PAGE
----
Even lesser offenses can result in as much as five years in prison under a third-degree criminal charge. Child endangerment is a felony, and if convicted, an offender will face prison time.

Megan’s Law. When sexual misconduct is involved in the charge and a court finds the person guilty, the individual convicted will also be subject to Megan’s Law. Under this law, when an offender is convicted of child endangerment that includes sexual activity, even after the person leaves prison, they must register as a sex offender. This designation is in effect for the rest of the person’s life. Every place they move, the person must register with the local police department as a sex offender. Even if the individual continues living in the same location, they must re-register every year.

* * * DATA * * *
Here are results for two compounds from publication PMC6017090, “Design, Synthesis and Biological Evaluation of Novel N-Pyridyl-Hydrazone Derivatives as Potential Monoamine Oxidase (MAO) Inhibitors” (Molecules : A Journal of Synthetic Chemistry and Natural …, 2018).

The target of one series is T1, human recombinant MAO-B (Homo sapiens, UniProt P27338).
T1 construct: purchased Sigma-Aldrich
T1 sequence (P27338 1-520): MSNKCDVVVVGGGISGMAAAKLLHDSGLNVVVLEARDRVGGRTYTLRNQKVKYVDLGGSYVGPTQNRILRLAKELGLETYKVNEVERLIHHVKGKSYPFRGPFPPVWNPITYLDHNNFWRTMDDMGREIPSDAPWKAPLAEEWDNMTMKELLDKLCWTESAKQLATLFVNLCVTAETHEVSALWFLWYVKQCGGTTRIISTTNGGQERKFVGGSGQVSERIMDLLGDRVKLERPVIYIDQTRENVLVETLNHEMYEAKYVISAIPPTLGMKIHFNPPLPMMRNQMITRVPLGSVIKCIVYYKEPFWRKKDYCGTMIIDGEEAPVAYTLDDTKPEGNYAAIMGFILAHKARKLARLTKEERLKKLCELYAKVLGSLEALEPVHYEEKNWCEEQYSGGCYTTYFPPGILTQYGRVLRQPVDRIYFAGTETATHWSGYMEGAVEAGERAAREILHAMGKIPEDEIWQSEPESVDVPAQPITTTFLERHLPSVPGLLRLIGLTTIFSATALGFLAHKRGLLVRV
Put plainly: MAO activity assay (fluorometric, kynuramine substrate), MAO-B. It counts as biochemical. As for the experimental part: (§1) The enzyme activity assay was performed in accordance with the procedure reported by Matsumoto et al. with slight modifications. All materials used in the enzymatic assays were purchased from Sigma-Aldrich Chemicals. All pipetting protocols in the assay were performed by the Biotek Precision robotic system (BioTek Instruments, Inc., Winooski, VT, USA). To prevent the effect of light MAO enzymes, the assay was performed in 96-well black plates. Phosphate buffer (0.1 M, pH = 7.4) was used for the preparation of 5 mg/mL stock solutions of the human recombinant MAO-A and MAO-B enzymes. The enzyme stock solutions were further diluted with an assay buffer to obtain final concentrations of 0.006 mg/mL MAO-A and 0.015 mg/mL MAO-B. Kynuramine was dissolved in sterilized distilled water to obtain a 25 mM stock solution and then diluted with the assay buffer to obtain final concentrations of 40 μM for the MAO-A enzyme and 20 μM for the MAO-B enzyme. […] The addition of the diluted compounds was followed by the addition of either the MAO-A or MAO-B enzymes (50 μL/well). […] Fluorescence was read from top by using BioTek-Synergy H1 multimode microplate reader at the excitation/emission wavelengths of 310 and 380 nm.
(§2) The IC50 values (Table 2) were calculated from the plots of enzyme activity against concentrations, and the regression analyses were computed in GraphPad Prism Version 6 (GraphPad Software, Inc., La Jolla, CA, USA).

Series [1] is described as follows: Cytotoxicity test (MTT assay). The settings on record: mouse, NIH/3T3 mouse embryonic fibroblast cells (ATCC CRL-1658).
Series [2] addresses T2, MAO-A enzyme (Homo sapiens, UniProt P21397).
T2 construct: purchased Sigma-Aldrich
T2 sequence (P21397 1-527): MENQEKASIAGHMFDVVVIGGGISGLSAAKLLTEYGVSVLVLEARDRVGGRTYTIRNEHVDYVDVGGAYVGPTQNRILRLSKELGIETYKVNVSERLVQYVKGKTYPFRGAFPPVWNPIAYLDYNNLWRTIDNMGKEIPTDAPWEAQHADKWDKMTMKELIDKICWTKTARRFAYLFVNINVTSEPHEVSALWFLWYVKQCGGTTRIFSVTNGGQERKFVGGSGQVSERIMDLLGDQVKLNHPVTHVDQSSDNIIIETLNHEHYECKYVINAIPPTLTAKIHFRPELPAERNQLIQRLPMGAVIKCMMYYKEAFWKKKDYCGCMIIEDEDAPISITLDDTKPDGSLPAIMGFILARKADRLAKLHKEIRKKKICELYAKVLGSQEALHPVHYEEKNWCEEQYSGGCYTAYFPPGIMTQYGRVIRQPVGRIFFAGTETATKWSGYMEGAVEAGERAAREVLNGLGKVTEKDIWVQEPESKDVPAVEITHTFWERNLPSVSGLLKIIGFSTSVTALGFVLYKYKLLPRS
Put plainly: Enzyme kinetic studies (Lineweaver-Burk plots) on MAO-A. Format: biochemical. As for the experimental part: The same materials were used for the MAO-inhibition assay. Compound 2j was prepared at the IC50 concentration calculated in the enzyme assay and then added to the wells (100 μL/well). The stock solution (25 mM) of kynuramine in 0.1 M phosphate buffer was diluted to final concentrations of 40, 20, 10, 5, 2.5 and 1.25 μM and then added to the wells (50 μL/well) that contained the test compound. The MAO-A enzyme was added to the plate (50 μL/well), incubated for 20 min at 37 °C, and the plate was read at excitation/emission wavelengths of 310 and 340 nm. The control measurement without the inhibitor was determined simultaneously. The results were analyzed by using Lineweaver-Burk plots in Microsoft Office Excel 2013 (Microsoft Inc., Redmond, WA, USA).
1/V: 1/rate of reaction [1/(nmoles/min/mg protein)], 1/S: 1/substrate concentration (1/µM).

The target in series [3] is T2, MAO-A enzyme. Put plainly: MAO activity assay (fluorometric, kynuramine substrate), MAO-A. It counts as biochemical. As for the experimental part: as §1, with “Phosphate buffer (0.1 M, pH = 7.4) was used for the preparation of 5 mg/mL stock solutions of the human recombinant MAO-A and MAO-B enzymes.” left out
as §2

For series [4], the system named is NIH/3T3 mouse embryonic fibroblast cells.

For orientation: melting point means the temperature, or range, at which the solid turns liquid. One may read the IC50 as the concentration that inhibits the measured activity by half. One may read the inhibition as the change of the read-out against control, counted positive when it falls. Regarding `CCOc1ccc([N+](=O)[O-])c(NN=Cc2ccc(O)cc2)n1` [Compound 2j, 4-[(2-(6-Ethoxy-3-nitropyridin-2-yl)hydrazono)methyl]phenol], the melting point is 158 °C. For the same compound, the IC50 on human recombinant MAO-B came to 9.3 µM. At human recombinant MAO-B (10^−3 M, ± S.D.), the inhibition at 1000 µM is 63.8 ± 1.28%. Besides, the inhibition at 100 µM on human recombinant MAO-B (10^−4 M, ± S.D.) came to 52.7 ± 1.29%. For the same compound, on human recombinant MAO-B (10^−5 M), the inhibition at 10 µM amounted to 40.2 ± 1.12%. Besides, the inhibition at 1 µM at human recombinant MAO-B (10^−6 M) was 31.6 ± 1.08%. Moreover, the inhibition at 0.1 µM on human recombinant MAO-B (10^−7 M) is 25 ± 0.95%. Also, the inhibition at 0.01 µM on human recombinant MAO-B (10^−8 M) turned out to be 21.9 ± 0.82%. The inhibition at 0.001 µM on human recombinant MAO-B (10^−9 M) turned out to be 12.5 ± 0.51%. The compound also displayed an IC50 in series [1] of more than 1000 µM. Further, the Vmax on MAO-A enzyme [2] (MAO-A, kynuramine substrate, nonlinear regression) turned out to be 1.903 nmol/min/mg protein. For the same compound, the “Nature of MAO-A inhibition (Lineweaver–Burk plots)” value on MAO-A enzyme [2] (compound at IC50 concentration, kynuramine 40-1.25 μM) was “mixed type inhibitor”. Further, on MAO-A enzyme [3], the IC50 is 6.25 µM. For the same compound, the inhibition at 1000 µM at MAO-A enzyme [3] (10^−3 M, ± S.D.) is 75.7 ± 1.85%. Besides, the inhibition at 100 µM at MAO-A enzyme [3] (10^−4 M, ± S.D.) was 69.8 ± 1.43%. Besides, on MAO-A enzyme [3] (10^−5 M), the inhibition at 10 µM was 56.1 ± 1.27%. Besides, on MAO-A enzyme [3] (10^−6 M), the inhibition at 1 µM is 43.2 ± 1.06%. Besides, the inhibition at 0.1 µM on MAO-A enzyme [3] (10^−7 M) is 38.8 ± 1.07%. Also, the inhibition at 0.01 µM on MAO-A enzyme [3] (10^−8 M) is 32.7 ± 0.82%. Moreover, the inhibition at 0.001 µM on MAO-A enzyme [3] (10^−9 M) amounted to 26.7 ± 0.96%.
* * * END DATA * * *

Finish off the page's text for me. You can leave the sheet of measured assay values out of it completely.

The sex offender registration is a public list for which neighbors have access. The law prohibits many sex offenders from holding certain jobs and living within a certain distance to a school. Having to register as a sex offender for life can severely hinder a person’s ability to move on.

Probation. When a person is convicted of child endangerment with sexual misconduct, they are also subject to a lifetime on probation. This can include additional limitations on jobs a person can hold, where they can live, and even what kind of internet access they may have. It can also increase penalties for other offenses that a person may commit in the future, even unrelated to child endangerment.

Other Considerations